2. Sisko's Style of Command, Part II
In the previous part, I focused on some general aspects of Sisko's character and style of command. Now it is time to concentrate on several crucial episodes; crucial because they can show in a very direct way how Sisko acts under certain circumstances. This is of course a very incomplete selection; but that would hold true for any kind of choice. Spoiler warning for those who haven't yet seen the episodes discussed.
'For the Uniform' (5.13): Sisko is tracking down his former chief of Starfleet security, Michael Eddington, and doing all he can to get him, including bombarding a Maquis colony with an agent making human life on this planet impossible - as a retribution for a similar Maquis action against a Cardassian colony. Sisko's devotion to get Eddington might be explained from two perspectives, fistly, the personal one. Eddington has betrayed him, and Sisko didn't anticipate this. He trusted Eddington and made a mistake - that's quite a psychologically damaging situation. So he wants revenge, he wants Eddington brought before trial, and he wants to do it by himself. But secondly, he is going after Eddington because of his sense of duty: He's a Starfleet officer, defending the United Federation of Planets against their enemies. The Maquis acts against Federation politics, they are rebels, terrorists, raising the stakes in the conflict between the UFP and the Cardassians. In addition to that, Eddington also betrays the Maquis themselves by giving them hope, false hope, of victory: He is creating a revolutionary motivation where there is no place for that. Eddington sees himself as the noble Jean Valjean from Victor Hugo's "Les Misérables" and Sisko as the narrow-minded policeman Javert whose only interest would be to catch Valjean. Well, I've never thought of Javert being entirely the bad guy or Valjean entirely the good fellow - in "Les Misérables", there are no winners, there is no black and white, at the end, there is just pain and desperation. Hope remains though, but only concerning a life after death. On Earth, no piece or justice is to be found. - Sisko's decision to contaminate the Maquis colony was a logical one: The only way to get the Maquis out of the Demilitarized Zone is to eliminate their bases. And in the end, he proves right - during the following war, the Maquis is being destroyed. Terrorism doesn't pay - and it stays wrong, no matter how heroic their leader wants himself to be seen.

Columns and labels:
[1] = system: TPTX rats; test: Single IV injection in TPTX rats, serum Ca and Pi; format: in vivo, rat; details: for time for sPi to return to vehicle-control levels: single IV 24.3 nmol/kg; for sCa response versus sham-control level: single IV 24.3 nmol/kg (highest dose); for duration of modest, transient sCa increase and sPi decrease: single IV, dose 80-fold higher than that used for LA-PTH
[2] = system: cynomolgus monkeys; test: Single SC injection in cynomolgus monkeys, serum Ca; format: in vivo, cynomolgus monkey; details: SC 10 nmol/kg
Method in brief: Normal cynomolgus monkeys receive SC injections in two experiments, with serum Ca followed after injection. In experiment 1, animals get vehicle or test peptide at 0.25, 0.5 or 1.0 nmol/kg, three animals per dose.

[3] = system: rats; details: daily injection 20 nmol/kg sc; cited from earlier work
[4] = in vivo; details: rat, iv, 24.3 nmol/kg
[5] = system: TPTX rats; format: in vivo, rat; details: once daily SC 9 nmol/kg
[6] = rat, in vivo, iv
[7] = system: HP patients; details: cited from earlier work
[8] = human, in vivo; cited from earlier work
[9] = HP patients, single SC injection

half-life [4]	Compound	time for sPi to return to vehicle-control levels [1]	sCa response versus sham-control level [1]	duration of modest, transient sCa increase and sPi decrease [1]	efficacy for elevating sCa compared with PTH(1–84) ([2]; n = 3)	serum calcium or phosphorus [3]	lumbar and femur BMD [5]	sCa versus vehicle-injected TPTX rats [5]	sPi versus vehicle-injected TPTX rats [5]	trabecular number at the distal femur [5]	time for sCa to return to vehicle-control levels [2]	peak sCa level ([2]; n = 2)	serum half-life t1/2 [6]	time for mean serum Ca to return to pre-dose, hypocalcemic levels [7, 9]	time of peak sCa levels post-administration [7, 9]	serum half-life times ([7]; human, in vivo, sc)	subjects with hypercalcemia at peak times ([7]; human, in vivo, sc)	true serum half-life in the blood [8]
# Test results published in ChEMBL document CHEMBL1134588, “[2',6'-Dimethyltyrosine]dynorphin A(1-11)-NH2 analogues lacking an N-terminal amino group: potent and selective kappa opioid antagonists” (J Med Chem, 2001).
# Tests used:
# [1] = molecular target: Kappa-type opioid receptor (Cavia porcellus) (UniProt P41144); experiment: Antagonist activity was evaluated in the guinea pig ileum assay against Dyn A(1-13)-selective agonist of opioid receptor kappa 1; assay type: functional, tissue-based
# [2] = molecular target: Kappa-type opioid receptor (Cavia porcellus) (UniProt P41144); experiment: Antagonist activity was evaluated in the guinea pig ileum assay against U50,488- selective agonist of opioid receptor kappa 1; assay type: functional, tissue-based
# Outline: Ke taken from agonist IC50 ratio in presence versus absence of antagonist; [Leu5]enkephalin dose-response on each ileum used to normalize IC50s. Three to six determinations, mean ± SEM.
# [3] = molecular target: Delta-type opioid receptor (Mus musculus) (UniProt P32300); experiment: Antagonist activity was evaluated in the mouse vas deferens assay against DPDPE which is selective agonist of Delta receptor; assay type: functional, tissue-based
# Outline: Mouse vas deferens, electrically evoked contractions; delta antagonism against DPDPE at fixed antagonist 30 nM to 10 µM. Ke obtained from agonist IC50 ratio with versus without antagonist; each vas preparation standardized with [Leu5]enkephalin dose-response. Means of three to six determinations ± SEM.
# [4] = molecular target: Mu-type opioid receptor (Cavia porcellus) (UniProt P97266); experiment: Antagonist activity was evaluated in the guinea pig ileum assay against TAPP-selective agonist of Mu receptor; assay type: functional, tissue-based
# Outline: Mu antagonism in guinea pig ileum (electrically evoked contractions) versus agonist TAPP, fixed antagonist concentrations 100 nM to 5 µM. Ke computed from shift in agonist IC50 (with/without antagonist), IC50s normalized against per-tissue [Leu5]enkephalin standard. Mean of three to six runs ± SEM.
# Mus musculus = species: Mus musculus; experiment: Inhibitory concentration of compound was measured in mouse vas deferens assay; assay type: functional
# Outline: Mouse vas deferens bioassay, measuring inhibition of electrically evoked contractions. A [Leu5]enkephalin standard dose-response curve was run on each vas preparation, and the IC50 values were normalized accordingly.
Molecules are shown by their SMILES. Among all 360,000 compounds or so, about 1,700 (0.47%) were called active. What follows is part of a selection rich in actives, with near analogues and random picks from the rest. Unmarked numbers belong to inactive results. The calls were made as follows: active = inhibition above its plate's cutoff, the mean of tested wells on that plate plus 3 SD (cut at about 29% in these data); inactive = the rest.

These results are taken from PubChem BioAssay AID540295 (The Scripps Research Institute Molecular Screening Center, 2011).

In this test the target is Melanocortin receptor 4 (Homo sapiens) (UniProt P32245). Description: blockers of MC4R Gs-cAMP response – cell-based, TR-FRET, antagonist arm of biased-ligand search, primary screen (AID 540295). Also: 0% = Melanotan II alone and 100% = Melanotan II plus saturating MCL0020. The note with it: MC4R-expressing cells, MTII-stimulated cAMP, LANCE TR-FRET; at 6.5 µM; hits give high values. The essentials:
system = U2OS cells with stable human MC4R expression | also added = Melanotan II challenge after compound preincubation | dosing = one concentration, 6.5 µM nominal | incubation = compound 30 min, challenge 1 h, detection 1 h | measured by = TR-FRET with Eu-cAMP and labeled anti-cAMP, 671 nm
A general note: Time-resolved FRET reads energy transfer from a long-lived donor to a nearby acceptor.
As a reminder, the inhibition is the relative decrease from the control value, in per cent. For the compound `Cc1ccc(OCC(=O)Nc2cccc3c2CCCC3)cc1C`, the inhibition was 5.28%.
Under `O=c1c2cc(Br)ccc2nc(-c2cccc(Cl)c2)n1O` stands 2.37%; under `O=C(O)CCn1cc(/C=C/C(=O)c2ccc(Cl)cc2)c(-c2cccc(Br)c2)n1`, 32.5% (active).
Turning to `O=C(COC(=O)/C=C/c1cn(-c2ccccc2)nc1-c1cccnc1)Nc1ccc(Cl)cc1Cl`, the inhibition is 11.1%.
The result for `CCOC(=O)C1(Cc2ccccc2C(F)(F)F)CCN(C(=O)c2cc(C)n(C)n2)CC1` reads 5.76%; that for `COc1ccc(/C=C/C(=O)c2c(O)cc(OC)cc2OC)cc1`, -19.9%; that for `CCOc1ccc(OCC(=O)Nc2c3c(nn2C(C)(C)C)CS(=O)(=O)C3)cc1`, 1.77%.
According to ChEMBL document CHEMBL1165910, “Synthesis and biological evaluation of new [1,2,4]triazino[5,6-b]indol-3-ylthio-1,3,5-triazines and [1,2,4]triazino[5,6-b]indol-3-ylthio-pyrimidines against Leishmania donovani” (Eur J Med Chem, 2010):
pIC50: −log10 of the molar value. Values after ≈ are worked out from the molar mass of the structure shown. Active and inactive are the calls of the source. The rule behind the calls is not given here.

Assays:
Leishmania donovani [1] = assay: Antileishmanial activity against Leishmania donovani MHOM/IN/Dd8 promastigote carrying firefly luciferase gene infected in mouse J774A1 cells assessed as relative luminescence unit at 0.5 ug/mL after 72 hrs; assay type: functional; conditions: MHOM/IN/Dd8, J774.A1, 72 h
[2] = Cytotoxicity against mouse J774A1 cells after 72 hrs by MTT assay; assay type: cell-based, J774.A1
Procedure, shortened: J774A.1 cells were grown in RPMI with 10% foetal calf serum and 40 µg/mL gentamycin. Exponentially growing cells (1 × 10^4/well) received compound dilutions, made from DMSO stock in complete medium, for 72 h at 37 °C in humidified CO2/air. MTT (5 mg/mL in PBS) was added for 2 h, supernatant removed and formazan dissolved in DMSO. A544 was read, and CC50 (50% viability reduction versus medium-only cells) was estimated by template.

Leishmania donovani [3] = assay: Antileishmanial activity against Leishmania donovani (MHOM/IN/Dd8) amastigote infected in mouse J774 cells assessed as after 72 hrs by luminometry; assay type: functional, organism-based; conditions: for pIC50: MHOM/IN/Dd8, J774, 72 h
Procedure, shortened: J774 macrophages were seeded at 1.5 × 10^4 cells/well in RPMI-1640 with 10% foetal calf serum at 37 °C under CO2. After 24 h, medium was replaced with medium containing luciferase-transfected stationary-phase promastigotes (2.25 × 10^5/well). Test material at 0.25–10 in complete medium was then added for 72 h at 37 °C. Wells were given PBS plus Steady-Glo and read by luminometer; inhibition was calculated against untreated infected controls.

'The Sacrifice of Angels' (6.06): Sisko leads a combined Federation and Klingon fleet to reconquer Deep Space Nine. He succeeds and gets help from the Prophets, who destroy the Dominion fleet passing through the wormhole. Military historian John Keegan (Masks of Command. London: Jonathan Cape, 1987) writes about Alexander the Great that he used to attack always the strongest and best fortified enemy positions, by that using the element of surprise. In addition to that, the psychological victory would be much greater: For the winner, because a seemingly impossible aim had been reached, and for the defeated, because a seemingly safe position had been overrun with ease. War means to attack; defense means to carry the war into the area of the aggressor. As soon as one has no more options to attack, one has lost. Sisko, knowing that, attacks the strongest Domionion position, now DS9/Terok Nor, he bets it all - and wins. Where others see a trap, he sees an opportunity. He is not easily deterred, he's a warrior with the greatest tactical and strategical comprehension. His victory is completed by the acts of the Prophets. He doesn't care about the personal sacrifices it is going to take for him, he is responsible for the fate of the Federation - and of Bajor. He uses both his power as Emissary and as Starfleet officer to achieve what he wants. The same repeats in 'Tears of the Prophets' (6.26): Sisko leads the combined Federation / Klingon / Romulan fleet into Cardassian territory, taking down a new enemy defense grid and thus hurting the enemy hard. Meanwhile, Dukat 'melds' with a Pah entity, gets to DS9 (probably by using the same Dominion beaming technology as seen in 2.26 'The Jem'Hadar') to influence the orbs, accidentally killing Jadzia. Thus he causes the wormhole to disappear, the connection to the Celestial Temple is gone. At whatever costs and with whatever warnings by the prophets, Sisko does what his sense of duty commands: Attack, strike the enemy, move forward, advance into enemy territory. He has to pay a price, but I doubt that he could have decided otherwise. He could never have prevented the possessed Dukat from doing what he did, Jadzia was at the wrong place at the wrong time. And the Prophets will find a way to get through to him and to Bajor again.